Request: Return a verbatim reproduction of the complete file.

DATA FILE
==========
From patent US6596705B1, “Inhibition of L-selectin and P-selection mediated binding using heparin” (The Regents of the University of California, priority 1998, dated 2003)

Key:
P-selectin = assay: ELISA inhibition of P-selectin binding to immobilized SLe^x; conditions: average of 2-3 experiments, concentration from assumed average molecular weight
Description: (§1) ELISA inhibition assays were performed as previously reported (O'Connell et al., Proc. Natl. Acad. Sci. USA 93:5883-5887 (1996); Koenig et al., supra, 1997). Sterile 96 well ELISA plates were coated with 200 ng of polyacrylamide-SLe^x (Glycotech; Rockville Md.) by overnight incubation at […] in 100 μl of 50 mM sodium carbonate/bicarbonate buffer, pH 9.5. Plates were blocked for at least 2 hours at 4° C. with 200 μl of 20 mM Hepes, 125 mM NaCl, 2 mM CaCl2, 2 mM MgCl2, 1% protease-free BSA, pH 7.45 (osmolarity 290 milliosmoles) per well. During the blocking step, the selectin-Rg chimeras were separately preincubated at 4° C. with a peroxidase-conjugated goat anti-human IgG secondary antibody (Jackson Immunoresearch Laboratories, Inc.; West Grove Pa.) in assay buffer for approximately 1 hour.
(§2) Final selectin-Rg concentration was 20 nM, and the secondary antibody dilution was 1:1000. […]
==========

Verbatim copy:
From patent US6596705B1, “Inhibition of L-selectin and P-selection mediated binding using heparin” (The Regents of the University of California, priority 1998, dated 2003)

Key:
P-selectin = assay: ELISA inhibition of P-selectin binding to immobilized SLe^x; conditions: average of 2-3 experiments, concentration from assumed average molecular weight
Description: (§1) ELISA inhibition assays were performed as previously reported (O'Connell et al., Proc. Natl. Acad. Sci. USA 93:5883-5887 (1996); Koenig et al., supra, 1997). Sterile 96 well ELISA plates were coated with 200 ng of polyacrylamide-SLe^x (Glycotech; Rockville Md.) by overnight incubation at […] in 100 μl of 50 mM sodium carbonate/bicarbonate buffer, pH 9.5. Plates were blocked for at least 2 hours at 4° C. with 200 μl of 20 mM Hepes, 125 mM NaCl, 2 mM CaCl2, 2 mM MgCl2, 1% protease-free BSA, pH 7.45 (osmolarity 290 milliosmoles) per well. During the blocking step, the selectin-Rg chimeras were separately preincubated at 4° C. with a peroxidase-conjugated goat anti-human IgG secondary antibody (Jackson Immunoresearch Laboratories, Inc.; West Grove Pa.) in assay buffer for approximately 1 hour.
(§2) Final selectin-Rg concentration was 20 nM, and the secondary antibody dilution was 1:1000. […]